The husband of a brain-dead pregnant woman who is being kept on life support against his wishes is suing the Fort Worth, Texas, hospital where she has been since November.
Marlise Munoz, who collapsed from a blood clot in her lungs last year and was swiftly admitted to the hospital, was pronounced brain-dead, but because of a Texas law that prohibits doctors from withholding “life-sustaining treatment” from a pregnant woman, the hospital has refused to remove her from a ventilator. The 33-year-old mother, who has a young son, was 14 weeks pregnant with her second child when she was stricken. The hospital won’t release Munoz from life support until the baby is either born or a miscarriage occurs, according to ABC News. The condition of the fetus is unclear.
Munoz’s story has sparked a firestorm of legal and ethical wrangling. The hospital, for one, has said it cannot legally let Munoz’s body go while a fetus, now more than 20 weeks along, is still inside her. But experts demur, saying the hospital has misinterpreted the law because Munoz is brain-dead with no chance of recovery.
“If they’ve declared a person dead, the family then has the right to take the body and bury it,” Bill Winslade, a law professor at the University of Houston, told The Dallas Morning News.
Now, Marlise Munoz’s husband, Erick Munoz, is taking the issue to court. Throughout the whole ordeal, Erick Munoz has maintained that his wife had told him if she was ever in such a condition, to let her die. Both Erick and Marlise Munoz were paramedics and had witnessed life and death situations up close.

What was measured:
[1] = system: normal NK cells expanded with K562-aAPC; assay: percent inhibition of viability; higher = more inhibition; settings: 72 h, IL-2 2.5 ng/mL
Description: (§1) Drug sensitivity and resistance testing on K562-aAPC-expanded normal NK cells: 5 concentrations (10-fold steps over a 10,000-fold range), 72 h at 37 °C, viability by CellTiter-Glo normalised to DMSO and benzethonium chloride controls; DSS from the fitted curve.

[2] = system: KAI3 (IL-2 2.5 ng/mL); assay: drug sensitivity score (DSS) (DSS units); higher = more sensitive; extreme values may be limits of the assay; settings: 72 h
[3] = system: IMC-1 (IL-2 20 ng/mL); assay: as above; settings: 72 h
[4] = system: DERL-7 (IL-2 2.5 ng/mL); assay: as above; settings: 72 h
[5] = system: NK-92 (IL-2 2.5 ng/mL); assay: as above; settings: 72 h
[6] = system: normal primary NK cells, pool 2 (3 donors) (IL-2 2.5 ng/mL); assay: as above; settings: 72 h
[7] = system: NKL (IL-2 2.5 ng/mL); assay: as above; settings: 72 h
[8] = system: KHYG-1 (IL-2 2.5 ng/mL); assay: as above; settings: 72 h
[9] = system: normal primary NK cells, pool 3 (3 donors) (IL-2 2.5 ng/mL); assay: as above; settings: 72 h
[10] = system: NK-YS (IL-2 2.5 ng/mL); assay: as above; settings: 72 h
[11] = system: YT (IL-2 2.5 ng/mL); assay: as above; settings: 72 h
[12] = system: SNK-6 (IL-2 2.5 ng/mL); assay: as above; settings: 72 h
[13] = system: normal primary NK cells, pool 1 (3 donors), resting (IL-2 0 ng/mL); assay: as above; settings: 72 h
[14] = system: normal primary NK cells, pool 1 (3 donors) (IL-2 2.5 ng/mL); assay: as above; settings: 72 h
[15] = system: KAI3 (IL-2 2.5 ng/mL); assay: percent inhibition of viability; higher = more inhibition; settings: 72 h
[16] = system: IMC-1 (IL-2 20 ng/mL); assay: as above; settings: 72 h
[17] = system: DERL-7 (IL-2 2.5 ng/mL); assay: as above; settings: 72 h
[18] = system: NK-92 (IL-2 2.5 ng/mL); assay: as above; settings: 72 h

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"Marlise Munoz is dead, and she gave clear instructions to her husband and family — Marlise was not to remain on any type of artificial 'life-sustaining treatment,' ventilators or the like," the lawsuit, filed in Tarrant County District Court on Tuesday, read, according to the Associated Press. "There is no reason [John Peter Smith Hospital] should be allowed to continue treatment on Marlise Munoz's dead body, and this court should order [John Peter Smith Hospital] to immediately discontinue such."
Erick Munoz hopes the court will order the hospital to withdraw life support from his wife. The family of Marlise Munoz reportedly supports the decision to remove their daughter from a ventilator.
Cases of women being kept on life support to await the fate of a fetus are few, but not unheard of. According to the Los Angeles Times, investigators were able to find 19 such cases reported between 1982 and 2010.
“Twelve of those fetuses were delivered by caesarean section and survived for some period of time after birth,” the Los Angeles Times reported. “One of the babies, born prematurely after just 25 weeks of gestation, died of an infection at the age of 30 days. Six of the others were developing normally as of the time that case reports about them were written (at ages ranging from 3 to 24 months), though a few of them had suffered from infant respiratory distress syndrome. The condition of the other five babies was unknown.”